This summer I was employed by an organization called YouthWorks, which works to connect youth groups with communities around the country through various service works. My time was spent leading mission trips in the incredible town of Logan, West Virginia, about an hour southwest of Charleston, the capital. Every week, 60-70 high school youth and adult leaders from various churches around the country would come to our site to repair homes and to help with a day camp for local kids. The four of us staff members would facilitate and lead their service and reflections and meals and so much more. (I am confident that I will be telling lots of stories throughout, since it was such a pivotal summer; have no fear.) We began a week of training in Philadelphia, had a week in Logan without any groups doing prep work, and then nine weeks of programming.
Throughout my time in Logan, I learned innumerable things about myself and was challenged and stretched in so many indescribable ways. In an environment where I would wake up at 6:45, go to bed after midnight, and was constantly working to ensure that the needs of youth, adults, community members were being met, it was only natural to learn quite a bit about myself. Sometimes this was more than I wanted to know.
But the beginning of my calling doesn’t come until the end of July. Something awesome that all YouthWorks sites do is Happy Fun Notes (HFNs). Each staff member, adult leader, and youth would get a locker at our housing site at orientation on the first day, and then during their week in Logan they could encourage and uplift one another with simple notes. It is a really awesome opportunity for them to be Christ to one another and to allow others to strengthen them. I would get letters ranging from amazingly heartfelt testimonials to warm compliments to minor criticisms, and even once a comment that I have skinny arms and need to work out more (seriously). A lot of times kids would stay up late on Thursday night writing to anyone and everyone before they left Friday morning. Enter the first inkling of my calling.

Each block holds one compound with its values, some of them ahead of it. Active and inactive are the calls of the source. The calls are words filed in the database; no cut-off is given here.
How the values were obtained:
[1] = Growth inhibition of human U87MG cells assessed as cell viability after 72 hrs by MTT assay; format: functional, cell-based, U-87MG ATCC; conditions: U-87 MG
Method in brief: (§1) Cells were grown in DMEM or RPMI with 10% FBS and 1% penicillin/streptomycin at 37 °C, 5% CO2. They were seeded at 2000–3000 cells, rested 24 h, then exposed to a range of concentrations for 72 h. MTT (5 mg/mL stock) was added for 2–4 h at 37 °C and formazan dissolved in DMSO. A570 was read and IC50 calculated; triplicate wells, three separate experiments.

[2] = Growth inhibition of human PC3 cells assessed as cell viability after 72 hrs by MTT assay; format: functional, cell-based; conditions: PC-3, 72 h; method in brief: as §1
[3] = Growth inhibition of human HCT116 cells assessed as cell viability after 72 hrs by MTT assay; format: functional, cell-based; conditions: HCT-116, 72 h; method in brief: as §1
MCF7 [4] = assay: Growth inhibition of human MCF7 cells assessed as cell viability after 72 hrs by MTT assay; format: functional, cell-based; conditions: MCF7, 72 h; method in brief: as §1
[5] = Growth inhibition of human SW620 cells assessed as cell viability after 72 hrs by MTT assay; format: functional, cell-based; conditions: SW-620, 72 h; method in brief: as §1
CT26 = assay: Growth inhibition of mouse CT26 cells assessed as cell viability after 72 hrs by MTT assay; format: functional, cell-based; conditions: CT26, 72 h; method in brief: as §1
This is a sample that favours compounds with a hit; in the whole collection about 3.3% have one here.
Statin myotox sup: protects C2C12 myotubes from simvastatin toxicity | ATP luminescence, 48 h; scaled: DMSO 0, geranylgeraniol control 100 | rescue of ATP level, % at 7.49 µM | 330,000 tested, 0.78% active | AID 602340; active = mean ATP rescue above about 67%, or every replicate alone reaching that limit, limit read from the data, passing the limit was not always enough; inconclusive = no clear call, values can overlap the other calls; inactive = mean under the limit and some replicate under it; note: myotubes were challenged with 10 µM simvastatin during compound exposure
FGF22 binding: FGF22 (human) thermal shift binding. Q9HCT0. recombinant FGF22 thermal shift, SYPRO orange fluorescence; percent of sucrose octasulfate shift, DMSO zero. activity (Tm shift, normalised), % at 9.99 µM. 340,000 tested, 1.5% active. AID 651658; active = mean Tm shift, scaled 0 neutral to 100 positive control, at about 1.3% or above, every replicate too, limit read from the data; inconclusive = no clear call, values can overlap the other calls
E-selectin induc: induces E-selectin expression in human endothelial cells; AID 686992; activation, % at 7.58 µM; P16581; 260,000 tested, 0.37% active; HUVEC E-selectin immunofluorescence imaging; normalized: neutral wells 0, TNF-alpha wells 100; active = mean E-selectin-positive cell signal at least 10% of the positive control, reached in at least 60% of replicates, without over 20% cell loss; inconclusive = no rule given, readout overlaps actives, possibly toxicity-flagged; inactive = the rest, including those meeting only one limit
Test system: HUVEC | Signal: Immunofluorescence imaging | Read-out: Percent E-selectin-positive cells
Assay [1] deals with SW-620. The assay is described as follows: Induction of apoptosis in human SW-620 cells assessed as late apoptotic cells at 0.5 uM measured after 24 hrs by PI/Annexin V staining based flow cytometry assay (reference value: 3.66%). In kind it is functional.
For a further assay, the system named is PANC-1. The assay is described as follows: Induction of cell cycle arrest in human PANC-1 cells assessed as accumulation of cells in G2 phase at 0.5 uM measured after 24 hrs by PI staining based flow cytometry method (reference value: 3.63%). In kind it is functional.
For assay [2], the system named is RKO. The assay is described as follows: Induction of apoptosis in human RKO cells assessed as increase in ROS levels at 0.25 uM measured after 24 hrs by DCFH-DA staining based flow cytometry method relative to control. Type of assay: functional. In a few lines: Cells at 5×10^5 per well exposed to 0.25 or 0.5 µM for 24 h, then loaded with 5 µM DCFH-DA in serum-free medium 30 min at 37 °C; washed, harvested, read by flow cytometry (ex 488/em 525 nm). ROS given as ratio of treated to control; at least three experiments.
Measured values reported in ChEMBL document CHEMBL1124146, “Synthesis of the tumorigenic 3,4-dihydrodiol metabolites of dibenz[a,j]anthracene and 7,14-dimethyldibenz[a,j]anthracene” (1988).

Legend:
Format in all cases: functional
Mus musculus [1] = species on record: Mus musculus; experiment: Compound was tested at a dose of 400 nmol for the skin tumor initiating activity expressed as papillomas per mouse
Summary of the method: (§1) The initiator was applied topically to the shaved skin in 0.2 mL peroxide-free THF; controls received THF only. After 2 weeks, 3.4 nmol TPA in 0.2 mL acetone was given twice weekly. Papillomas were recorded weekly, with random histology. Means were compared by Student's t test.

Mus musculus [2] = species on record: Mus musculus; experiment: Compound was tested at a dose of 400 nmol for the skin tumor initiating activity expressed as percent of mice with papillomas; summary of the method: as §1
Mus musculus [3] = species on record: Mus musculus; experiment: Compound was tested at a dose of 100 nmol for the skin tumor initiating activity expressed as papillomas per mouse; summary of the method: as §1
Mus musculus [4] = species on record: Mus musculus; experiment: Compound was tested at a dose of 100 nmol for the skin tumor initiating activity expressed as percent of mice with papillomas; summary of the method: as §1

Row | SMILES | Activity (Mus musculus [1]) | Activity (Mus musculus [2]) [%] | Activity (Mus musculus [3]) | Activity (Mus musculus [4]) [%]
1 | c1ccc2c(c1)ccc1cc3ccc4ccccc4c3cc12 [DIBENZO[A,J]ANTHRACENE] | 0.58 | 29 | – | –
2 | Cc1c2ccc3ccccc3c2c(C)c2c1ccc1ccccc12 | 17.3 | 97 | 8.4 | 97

At the end of week 7, after we had cleaned the building, packed up the kids, bid them farewell, and took our weekly (and very necessary) hour-long nap, I peeked in my locker to discover a note from an adult leader, who was also the trip leader of his church group and just a great guy in general. The note, which I still have along with every other note I received this summer, said this:
“Mary P- Thank you for uplifting messages this week—they were excellent! You should be a youth pastor! The footwashing and prayer meant so much to me! Thank you!
Despite my tiredness and the duties ahead to prepare for the next week, these words hit me like a ton of bricks. All of a sudden something made sense. A youth pastor? Yes. Yes, please. But I really didn’t have time to consider what it meant, and at this point I was way too scared to look into too deeply. I mean, this was not in my life plans. There were about a million obstacles in my way. So no, thank you. Maybe in the next life.
Basically I was thinking that I would really like to work with youth for the rest of my life, but getting to that point involved much more work—physical, emotional, spiritual, etc—than I was prepared to put in. I pretty much decided to just tuck the idea away for a bit, until I could figure it out in a more real-life situation, away from the beauty of West Virginia and the high of living in total service of others. But at the same time, I wanted to talk to someone about this, someone who had a little experience. Somewhere in the back of my mind, I hoped that I would be able to find a solid, amiable youth minister the next week and that we would be able to talk with the intention of hopefully getting things a bit more straightened out in my mind.
But again, all of this way tucked away in my mind as I needed to focus on resting up, distressing, and preparing for the second to last week in Logan.
…to be continued…
Today I turn around
Stop running away from Him.
Today I listen
And run toward.